Fishing tackle distresses seabirds

Tayler NealeAlbany Advertiser

Fishing tackle is having a devastating effect on wildlife, according to WA Seabird Rescue Albany.

The group received 20 calls over the Easter long weekend about a wounded pelican at the Albany marina that had swallowed a fishing hook.

Two members of the group responded to the calls on Sunday and discovered the injured bird entangled in fishing line with hooks piercing its pouch and wing.

Fishing line around a bird’s beak.
Camera IconFishing line around a bird’s beak. Credit: WA Seabird Rescue Group

WASRA co-ordinator Carol Biddulph said it was a recurring issue in the Albany region.

“There was line coming out of its mouth,” she said.

“It has more than likely swallowed a hook and the line has tangled around its neck.”

The pelican has been treated and is now feeding and flying again.

WASRA has been operating since 2006 and deals with a wide variety of bird rescues.

Fishing line embedded in a bird’s foot caused the ciruclation to be cut off.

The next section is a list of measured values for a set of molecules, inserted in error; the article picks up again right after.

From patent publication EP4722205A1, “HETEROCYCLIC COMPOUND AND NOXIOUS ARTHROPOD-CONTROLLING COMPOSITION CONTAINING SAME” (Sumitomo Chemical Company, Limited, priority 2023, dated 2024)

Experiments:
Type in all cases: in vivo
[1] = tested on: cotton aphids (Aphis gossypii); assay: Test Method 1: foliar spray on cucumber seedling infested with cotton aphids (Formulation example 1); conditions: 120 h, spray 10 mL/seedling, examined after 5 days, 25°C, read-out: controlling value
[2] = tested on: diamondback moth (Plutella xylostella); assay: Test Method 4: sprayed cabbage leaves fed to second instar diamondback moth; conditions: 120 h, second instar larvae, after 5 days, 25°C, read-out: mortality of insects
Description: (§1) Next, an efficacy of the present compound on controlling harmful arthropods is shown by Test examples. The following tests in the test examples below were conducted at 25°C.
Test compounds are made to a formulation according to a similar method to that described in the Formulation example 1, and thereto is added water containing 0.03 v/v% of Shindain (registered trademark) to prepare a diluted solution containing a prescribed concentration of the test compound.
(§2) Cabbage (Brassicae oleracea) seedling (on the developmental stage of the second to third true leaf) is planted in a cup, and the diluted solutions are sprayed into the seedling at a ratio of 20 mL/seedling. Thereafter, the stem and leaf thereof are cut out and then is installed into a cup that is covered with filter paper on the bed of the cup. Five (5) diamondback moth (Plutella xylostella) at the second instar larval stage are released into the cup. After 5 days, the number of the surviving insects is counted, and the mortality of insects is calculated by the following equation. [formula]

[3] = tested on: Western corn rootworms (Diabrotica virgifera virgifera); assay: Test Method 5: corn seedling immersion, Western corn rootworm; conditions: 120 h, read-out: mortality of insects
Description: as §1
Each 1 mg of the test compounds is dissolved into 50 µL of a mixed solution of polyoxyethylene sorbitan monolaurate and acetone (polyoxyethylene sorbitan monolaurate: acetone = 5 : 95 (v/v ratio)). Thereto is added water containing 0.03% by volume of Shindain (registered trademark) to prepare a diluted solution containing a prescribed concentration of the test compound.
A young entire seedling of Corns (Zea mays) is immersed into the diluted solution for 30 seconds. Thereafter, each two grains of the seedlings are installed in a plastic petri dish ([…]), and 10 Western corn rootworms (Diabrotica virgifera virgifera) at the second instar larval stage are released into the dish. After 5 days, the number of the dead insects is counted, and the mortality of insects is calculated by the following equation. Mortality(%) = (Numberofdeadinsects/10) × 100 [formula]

Camera IconFishing line embedded in a bird’s foot caused the ciruclation to be cut off. Credit: WA Seabird Rescue Group

Mrs Biddulph said the rescue group typically received more calls during the holiday periods.

“It happens all year round but it does tend to peak in the school holidays,” she said.

“It is distressing for the public to see this sort of thing.”

Mrs Biddulph said there were many causes of entanglements.

“It can be unattended fishing line or the pelican goes for the fish when it is being brought in,” she said.

“There are more people com-ing from inland who don’t understand these birds.” Albany is one of only four places in WA where pelicans breed and Mrs Bidd-ulph said caution needed to be taken.

“Our mantra is ‘don’t feed the birds, and clean up your tackle’,” she said.

“The hotspots for these issues are the town jetty and marina area, Emu Point and under the Kalgan Bridge.”

WASR encourages people to get in touch if they see an injured or entangled seabird on 0418 952 683.

Meanwhile, the University of WA has more than 50 marine science students down from Perth this week monitoring plas-tic dynamics at Muttonbird Beach.

UWA Albany researcher Harriet Paterson said the students would determine whether the beach was a “hotbed” for plastics.

The university is also hosting the WA Seabird Conservation Forum this Friday at the Albany campus from 9.30am-4pm.

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